Diversity and Inclusion Key Focus of Data Science in 2018


Women and minorities have been grossly underrepresented in tech and data science fields since the first computer dialed into the phone network using a modem.  Barely more than a quarter of Data Science jobs in the United States are currently held by women. And barely 10% of black or Hispanic students in college are pursuing a degree related to data science.

This is a trend that needs to change. Part of the solution is finding ways to introduce more STEM courses to urban communities and encourage female students to enroll in these courses.And once minorities and female graduate from these data science degree programs, it’s time to put an end any “bro culture” remaining in companies recruiting new talent.

The Women in Data Science (WiDS) Conference at Stanford

As I write this, there’s a massive conference underway designed to help women network and thrive in the data science industry. The Women in Data Science (WiDS) conference kicked off on March 5 at Stanford University.

In the above video, Margot Gerritsen offers an explanation ofwhy she founded the conference. Her experience in the data science profession involved a lot of projects where she was the only female. She explains that she had no personal problem with this. She had a lot of fun, but she gained a unique appreciation for the anxiety and potential isolation that a different person can feel on a team dominated by an otherwise homogeneous population.

Bringing Women and Minorities Out of the Shadows of Data Science

One of the keys to increasing the number of women and minorities involved in it is through improved networking. For example, the National Science Foundation (NSF) approved the funding of the Institute for African American Mentoring in Computer Sciences (iAAMCS) in 2015. The mission of this program is to connect black data scientists with students and entry-level data scientists of all ages. This an important step in changing the public image of data science, as well as helping every African American realize that they are not alone in breaking down statistical barriers.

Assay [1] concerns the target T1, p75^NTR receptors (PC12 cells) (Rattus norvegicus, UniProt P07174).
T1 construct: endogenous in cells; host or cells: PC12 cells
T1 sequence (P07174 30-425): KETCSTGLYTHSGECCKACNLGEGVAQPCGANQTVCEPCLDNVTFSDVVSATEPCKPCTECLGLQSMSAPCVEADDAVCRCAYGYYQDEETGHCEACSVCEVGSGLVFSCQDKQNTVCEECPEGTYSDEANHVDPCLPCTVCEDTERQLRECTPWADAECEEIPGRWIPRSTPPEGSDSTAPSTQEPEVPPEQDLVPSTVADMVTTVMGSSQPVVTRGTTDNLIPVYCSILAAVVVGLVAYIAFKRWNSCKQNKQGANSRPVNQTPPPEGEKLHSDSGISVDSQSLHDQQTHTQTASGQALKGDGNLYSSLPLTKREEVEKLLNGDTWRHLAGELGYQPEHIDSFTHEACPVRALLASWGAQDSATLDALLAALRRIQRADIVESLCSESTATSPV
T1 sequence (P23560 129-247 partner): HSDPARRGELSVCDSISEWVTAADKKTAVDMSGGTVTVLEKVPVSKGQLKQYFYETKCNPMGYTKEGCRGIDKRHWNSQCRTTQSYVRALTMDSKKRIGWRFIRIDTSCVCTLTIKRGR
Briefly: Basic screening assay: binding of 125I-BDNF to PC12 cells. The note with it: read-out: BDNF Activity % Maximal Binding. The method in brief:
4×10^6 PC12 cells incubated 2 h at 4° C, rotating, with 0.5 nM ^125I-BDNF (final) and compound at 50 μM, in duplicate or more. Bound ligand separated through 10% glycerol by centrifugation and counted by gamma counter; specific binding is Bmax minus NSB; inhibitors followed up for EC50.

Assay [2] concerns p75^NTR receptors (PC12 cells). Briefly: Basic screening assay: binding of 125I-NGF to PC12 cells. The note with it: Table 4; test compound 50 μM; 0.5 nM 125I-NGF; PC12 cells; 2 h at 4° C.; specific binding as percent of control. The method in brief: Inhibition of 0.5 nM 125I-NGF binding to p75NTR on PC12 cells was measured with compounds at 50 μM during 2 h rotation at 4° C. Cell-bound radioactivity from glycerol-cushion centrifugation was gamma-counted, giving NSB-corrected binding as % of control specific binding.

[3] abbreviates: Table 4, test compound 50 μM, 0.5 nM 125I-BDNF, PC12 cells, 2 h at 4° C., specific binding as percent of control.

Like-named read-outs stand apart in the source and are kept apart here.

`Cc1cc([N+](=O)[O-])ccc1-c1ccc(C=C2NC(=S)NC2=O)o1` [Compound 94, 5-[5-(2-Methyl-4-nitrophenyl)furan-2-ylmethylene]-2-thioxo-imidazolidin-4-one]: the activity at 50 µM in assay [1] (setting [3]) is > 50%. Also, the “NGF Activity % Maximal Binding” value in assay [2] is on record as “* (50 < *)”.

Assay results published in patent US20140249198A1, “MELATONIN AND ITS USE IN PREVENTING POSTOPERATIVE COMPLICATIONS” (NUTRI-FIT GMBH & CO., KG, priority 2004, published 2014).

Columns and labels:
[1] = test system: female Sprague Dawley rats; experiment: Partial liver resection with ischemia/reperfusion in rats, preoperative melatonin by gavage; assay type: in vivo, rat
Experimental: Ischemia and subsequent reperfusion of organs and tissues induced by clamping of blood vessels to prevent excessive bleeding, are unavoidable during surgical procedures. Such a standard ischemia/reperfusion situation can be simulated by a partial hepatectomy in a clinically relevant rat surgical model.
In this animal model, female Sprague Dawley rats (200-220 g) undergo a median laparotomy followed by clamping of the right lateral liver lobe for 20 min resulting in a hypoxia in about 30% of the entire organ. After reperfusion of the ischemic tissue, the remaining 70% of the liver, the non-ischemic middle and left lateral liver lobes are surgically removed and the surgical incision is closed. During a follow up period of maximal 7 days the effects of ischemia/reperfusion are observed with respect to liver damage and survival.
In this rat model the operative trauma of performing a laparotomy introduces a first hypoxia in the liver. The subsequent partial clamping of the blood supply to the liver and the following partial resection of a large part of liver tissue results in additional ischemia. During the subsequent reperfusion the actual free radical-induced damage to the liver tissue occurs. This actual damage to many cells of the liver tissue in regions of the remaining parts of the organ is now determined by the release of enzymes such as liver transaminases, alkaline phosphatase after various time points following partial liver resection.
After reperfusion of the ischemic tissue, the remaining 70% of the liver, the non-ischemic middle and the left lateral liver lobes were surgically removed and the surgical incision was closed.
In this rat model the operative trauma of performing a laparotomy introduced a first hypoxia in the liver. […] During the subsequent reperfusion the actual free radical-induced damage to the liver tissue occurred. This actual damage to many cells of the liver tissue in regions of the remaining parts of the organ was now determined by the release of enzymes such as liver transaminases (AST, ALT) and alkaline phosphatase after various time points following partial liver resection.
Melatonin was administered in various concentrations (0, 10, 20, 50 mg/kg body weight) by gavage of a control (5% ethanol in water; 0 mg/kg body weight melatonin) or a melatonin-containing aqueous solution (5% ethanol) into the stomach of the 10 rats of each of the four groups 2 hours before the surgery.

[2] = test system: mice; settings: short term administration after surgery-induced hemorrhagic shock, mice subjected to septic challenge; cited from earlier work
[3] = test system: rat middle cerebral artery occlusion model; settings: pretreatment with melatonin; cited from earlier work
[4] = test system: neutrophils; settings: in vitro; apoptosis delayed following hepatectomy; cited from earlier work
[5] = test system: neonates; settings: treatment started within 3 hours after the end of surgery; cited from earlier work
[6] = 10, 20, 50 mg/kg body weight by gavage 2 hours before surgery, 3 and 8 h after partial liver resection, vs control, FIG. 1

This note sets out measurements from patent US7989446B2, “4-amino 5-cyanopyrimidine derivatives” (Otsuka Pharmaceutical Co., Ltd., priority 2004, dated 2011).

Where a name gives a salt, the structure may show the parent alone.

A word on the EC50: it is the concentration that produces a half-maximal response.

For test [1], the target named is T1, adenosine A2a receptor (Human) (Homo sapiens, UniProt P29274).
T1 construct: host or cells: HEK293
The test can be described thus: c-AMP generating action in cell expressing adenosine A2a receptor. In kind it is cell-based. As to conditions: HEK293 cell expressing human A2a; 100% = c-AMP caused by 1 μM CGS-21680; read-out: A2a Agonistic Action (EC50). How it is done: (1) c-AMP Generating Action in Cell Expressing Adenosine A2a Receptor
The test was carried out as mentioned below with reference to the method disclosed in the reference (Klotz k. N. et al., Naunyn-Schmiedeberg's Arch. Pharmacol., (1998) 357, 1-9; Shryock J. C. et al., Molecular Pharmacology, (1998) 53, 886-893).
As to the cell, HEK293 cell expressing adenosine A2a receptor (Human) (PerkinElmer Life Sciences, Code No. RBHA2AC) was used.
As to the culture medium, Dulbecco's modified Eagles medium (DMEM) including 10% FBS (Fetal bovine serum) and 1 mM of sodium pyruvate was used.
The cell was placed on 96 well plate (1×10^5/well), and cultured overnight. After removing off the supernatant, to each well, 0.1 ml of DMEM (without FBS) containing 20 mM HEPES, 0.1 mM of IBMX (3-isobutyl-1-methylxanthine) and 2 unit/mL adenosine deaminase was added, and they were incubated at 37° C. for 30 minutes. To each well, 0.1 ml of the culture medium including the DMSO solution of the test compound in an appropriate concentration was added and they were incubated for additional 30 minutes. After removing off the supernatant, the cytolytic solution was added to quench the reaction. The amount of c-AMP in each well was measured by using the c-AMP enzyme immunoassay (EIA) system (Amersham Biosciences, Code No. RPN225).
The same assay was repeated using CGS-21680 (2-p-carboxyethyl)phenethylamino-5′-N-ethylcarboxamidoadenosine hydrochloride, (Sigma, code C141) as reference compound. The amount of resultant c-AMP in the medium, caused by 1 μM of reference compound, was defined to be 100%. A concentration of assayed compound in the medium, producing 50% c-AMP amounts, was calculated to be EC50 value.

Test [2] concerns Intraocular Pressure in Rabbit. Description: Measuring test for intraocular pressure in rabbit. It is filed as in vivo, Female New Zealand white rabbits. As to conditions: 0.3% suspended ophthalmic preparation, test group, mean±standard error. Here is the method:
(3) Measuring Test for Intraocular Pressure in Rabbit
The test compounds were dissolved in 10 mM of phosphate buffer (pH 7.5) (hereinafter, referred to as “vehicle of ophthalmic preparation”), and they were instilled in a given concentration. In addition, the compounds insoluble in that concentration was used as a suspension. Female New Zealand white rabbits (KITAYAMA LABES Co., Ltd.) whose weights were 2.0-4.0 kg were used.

The WiDS is also a great step in this direction. By encouraging these individuals to grab the spotlight with both hands, share their experiences and give back to other women and minorities fighting their way up the corporate ladder, we can get closer to a data science industry that better represents the diversity of our global population.

Fighting to Spread Awareness and Encourage Local, Grassroots Efforts

A national or global conference is exciting, but the real solution to improving data science workforce diversity starts in the classroom. We need to be honest about the challenges that women and minorities face.

For example, why is it that less than 4% of the student population in our country’s bachelor programs for data science are African American? And why are only 15% of all students in these post-secondary data science programs, regardless of ethnicity, female?

The solution to this gross under representation is helping children in grade-school understand the exciting opportunities available to them. By improving the diversity of enrollment in STEM courses and after-school programs, we can have a positive impact on the next generation of data scientists.

We Can and Must Do Better to Improve Data Science Diversity

In conclusion, we have to be willing to focus on creating an inclusive data science industry. Parents should encourage their children’s interest in mathematics and science. Teachers should empower female students and minorities to use their voice and proactively participate in the classroom.

The media also plays a huge role in stereotyping the techy characters as nerdy, white males. First, technology is freaking cool. Second, we would have never made it to the moon without the help of Katherine Johnson – an African American computer in the NASA program. And finally, we lose out as a society large segments of our population’s creativity and genius is shutout of the process, even unintentionally.





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